Nadje Al-Ali is Professor of Anthropology, Gender and Middle East Studies and Robert Family Professor of International Studies at Brown University. Read her previous interview with E-International Relations here.

Although having been trained as an anthropologist who has worked in the contexts of gender and Middle East Studies, I have been involved in the discipline of IR through my work on war, conflict, forced migration and gendered mobilization against authoritarianism. As I have just moved from SOAS University of London to Brown University, I am also coming to terms with a shift from an institutional context of gender studies to one of international studies as well as public and international affairs. It is too early for me to assess what this shift entails specifically, but it is clear to me that both my relocation to the US as well as a very different institutional context will impact on the kinds of colleagues I am working with and the work they do: from the Centre for Gender Studies at SOAS (where most of my colleagues where women and feminist scholarship was widespread) to the Watson Institute for International and Public Affairs at Brown University (where, I was glad to see, there is a significant number of women but where feminist scholarship is marginal).

There is a growing body of feminist IR scholarship that is changing the way we think about many of the core concepts and themes that are at the centre of IR. While the number of feminist scholars and publications are growing, there is still much gender-blindness within the discipline of IR. In fact, I doubt that what we consider “mainstream IR” as having taken on board the important and powerful interventions of feminist scholars. Here, it is not only male colleagues but also female academics who might reproduce the conventions of the canon in a gender-blind manner and without paying attention to the various ways gender intersects with other power configurations at national, regional and international levels. So, I think that more women are involved in shaping the discipline of IR in exciting and creative ways, but that feminist scholarship is still largely ghettoised and not fully integrated into IR.

Charlotte Epstein is an Associate Professor in the Department of Government and International Relations at the University of Sydney. Read her previous interview with E-International Relations here.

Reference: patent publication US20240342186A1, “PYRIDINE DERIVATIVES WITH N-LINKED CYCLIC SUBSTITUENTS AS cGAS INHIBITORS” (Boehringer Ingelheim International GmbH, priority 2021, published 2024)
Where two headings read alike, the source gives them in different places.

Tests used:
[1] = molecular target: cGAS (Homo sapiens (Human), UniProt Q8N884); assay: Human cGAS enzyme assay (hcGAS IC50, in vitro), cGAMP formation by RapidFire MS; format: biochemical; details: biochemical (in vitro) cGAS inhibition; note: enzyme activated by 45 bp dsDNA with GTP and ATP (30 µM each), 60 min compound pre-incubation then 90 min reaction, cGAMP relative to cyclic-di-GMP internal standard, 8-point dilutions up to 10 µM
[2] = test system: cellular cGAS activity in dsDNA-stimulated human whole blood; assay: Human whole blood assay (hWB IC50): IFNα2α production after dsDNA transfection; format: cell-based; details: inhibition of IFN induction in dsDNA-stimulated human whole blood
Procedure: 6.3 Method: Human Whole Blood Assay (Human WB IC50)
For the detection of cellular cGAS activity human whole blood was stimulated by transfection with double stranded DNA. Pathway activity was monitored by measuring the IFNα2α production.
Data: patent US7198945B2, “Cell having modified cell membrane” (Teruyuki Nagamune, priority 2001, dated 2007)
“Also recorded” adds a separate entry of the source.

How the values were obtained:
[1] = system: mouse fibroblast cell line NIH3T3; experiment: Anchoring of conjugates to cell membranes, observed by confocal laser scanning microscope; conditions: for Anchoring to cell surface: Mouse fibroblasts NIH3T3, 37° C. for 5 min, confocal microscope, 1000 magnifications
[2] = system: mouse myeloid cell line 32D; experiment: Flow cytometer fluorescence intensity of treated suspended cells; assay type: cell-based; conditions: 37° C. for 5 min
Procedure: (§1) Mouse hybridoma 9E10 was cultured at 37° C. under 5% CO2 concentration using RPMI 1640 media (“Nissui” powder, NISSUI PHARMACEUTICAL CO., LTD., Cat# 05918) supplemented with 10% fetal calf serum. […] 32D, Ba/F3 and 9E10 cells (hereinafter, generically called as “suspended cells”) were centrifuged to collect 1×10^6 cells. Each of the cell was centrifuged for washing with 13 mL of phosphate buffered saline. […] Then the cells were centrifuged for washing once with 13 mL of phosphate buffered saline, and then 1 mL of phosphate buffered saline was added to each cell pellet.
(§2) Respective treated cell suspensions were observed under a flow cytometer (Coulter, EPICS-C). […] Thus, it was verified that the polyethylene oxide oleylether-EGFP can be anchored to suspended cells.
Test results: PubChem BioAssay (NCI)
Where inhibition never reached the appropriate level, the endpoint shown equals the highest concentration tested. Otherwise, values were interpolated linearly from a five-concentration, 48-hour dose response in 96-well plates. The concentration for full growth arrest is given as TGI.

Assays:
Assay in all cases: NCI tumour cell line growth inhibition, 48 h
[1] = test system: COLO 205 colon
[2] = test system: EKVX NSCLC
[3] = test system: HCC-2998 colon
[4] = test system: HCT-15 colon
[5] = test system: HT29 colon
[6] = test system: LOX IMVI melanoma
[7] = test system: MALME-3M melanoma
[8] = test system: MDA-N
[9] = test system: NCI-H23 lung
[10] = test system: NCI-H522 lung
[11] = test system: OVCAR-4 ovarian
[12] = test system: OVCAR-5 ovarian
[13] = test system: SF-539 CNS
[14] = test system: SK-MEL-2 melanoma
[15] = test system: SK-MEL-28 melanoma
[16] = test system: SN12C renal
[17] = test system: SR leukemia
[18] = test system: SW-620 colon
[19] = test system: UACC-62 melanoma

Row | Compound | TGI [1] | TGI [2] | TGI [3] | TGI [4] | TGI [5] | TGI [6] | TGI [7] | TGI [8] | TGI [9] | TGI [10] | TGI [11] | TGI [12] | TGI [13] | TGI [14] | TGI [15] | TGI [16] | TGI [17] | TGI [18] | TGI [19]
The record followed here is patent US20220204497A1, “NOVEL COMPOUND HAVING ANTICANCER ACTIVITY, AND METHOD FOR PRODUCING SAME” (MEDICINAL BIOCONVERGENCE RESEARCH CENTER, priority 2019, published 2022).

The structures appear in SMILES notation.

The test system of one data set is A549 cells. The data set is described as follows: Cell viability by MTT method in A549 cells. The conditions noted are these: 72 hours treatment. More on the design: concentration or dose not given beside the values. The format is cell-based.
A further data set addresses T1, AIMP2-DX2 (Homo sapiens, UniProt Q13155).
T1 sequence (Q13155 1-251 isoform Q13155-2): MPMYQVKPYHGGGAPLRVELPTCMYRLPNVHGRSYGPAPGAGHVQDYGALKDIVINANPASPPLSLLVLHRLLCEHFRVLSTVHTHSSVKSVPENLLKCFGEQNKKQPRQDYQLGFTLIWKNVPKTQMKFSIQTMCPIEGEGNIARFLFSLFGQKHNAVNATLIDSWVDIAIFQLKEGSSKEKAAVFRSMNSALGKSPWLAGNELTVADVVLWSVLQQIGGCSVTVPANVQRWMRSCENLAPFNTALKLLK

There’s no doubt that progress has been made, even since I was a graduate student; at least in terms of the awareness of the extent to which historically IR first took shape as a white male discipline – and how much poorer it will remain if it fails to properly break beyond its original confine. Progress has come from some commendable individual initiatives, such as the website Women Also Know Stuff, and some real institutional efforts, notably by the International Studies Association. Most of the journal editorial boards on which I have served, and notably the ISA’s journals, now have a policy of drawing their author’s attention to the gender balance in their citations as part of the review process. It’s worth also noting that IR has had a head start compared to other disciplines, like philosophy. This is not insignificant for the discipline concerned with power in the world. However, these individual and even institutional initiatives are fragile, and resistance to inclusion efforts are, unfortunately, still real.

What I find most interesting, however, and where I also I hold my highest hopes, lies in the ways in which the discipline’s epistemological structures have been progressively opened up to new ways of thinking and doing research. For me, it’s not just a question of ‘adding women to IR’, but rather the ways in which the discipline itself transforms its mode of enquiry by doing so. This is the only way in which IR will not remain the boring discipline it once was. Here is also where feminist and postcolonial concerns tightly overlap, which I continue to think is the discipline’s most productive nexus today.

Further Reading on E-International Relations

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Bryony Vince, Jane Kirkpatrick, Karoline Faerber